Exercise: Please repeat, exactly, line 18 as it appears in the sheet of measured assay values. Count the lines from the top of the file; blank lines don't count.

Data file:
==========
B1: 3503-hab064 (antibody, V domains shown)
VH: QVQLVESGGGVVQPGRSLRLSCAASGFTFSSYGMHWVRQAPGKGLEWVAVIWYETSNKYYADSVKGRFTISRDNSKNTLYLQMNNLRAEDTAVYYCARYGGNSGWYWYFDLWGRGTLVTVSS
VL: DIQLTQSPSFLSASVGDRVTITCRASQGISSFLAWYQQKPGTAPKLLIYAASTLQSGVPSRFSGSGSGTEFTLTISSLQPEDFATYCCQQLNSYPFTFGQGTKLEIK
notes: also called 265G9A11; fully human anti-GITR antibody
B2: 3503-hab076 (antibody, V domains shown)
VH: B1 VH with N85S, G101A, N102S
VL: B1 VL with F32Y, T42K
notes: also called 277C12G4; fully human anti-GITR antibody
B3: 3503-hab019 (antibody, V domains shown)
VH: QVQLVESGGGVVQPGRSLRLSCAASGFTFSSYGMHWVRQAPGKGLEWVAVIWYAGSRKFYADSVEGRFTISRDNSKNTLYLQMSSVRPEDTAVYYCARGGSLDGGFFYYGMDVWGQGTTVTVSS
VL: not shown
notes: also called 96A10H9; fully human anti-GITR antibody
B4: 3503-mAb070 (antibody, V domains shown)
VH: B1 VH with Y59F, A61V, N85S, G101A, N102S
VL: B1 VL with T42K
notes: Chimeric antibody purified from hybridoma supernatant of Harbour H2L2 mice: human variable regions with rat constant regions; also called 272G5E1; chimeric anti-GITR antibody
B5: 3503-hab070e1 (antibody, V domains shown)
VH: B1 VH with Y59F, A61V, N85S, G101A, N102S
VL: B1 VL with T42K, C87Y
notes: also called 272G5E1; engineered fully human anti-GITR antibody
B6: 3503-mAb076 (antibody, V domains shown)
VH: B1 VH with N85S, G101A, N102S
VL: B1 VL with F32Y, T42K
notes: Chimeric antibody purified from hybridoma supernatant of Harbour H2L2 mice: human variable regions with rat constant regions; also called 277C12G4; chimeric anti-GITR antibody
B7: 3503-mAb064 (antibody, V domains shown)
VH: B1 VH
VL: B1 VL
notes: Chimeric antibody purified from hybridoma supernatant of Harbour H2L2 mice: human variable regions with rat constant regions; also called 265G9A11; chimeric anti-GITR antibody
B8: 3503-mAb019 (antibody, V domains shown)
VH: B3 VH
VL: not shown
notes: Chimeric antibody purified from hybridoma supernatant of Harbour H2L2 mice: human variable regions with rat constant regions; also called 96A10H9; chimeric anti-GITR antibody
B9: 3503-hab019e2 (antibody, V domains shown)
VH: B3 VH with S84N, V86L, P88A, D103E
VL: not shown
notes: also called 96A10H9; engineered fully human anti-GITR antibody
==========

VH: B1 VH with Y59F, A61V, N85S, G101A, N102S